– How to make fresh pasta dough, all fresh and homemade-like. –
Learning how to make fresh pasta dough for dinner tonight is incredibly easy, especially when you’ve got a sexy little beast like a pasta machine taking up residence in your cupboard. I somehow ended up with two of these things, so I thought I should start putting them to good use. Honestly, I can’t think of a more hearty, comforting, home cooked meal than fresh pasta, especially when it’s paired with an awesome artisanal cheese.
I’ve made homemade pasta countless times before, but I’ve always sliced the noodles by hand with my favorite kitchen knife or cut them with a chitarra, a wire-based pasta cutter that looks similar to the belly of a guitar (chitarra is actually Italian for ‘guitar’). While I love the mouthfeel of imperfectly rolled, somewhat grainy-textured noodles – which is what you get when you roll pasta by hand – I’ve always been enthralled by the idea of creating an expanse of perfectly smooth pasta sheets.
In order to get the smoothness you’re used to seeing in store-bought pasta, you have to use a pasta machine. And it’s pretty difficult to screw it up. That’s a plus.
If you don’t have a pasta machine, should you buy one? The truth is, you certainly don’t need one. You can easily cut pasta by hand, and it’s actually my preferred method for making handmade pasta because it’s more rustic. That’s just how I roll.
But if you’re looking for someone to convince you to pick up a pasta machine, here are three good reasons: They’re fast, fun, and solid as a rock. The noodles produced by a pasta machine are almost always perfectly formed and have a luxuriously silky quality, which doesn’t go away after they’re cooked. So if you plan on making a lot of pasta in the future, or making huge batches to freeze, a pasta machine may be a good investment.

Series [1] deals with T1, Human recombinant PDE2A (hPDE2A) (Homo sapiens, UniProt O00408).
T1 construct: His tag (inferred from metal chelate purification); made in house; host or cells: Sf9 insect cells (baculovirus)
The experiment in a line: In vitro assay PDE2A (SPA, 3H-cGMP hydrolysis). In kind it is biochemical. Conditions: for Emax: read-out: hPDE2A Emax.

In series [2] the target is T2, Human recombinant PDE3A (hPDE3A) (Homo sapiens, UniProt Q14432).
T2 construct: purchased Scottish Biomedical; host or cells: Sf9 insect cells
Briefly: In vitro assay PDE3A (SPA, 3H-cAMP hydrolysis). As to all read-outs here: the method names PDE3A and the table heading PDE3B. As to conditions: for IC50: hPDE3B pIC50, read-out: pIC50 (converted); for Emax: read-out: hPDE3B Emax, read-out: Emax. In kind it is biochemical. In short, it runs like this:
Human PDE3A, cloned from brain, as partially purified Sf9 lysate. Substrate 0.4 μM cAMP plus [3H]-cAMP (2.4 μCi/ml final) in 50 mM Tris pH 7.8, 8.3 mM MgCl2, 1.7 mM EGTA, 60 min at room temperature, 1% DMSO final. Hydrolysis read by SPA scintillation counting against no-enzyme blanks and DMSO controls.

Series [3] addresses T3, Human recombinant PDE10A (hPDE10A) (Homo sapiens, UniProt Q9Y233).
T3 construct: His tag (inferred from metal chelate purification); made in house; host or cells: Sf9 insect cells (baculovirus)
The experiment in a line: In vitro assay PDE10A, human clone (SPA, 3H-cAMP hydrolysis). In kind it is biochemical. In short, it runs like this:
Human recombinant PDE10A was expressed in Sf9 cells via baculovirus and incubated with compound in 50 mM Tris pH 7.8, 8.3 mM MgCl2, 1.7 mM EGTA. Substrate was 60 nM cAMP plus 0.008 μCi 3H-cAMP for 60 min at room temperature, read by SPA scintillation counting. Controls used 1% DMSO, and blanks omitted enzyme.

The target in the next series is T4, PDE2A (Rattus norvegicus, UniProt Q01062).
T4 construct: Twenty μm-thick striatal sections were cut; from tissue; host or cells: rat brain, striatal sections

Note: Pasta machines are also useful for rolling fondant and gum paste, so if you plan on making wedding cakes or diving into other types of cake decorating, they’re really handy in this capacity.
How to Make Fresh Pasta Dough – Basic Recipe
Some books are just made for people learning to cook. Many years ago I picked up a copy of Alice Waters’ The Art of Simple Food, and while I’ve sat down and read through the book, I’d yet to actually make anything from it. It’s a shame, really, because I’ve heard many good things about the dishes in this book; I just hadn’t found the perfect opportunity to put it to use. Now is the perfect opportunity.
Alice’s pasta recipe came off without a hitch and produced nice, thick, strong noodles that didn’t stick terribly, like pasta dough is known to do. It’s a great recipe for those just discovering how to cook fresh pasta. While her recipe calls for mixing the dough by hand, I used my KitchenAid mixer. I also use half all-purpose flour and half semolina flour, which I’ve found gives the noodles a nice texture that sauce love to cling to. And what good is a noodle if it can’t hang onto sauce? You could even just cut the noodles into squares and use them for making pot stickers or other dumplings.
What is semolina flour? Semolina is made from coarse durum wheat, giving it more texture than regular all purpose flour. It’s often used to make pasta, couscous, and some breads. You can usually find semolina flour at many large grocery stores, and certainly at your local Whole Foods. It should be in the baking section, or with the whole grains in the bulk section.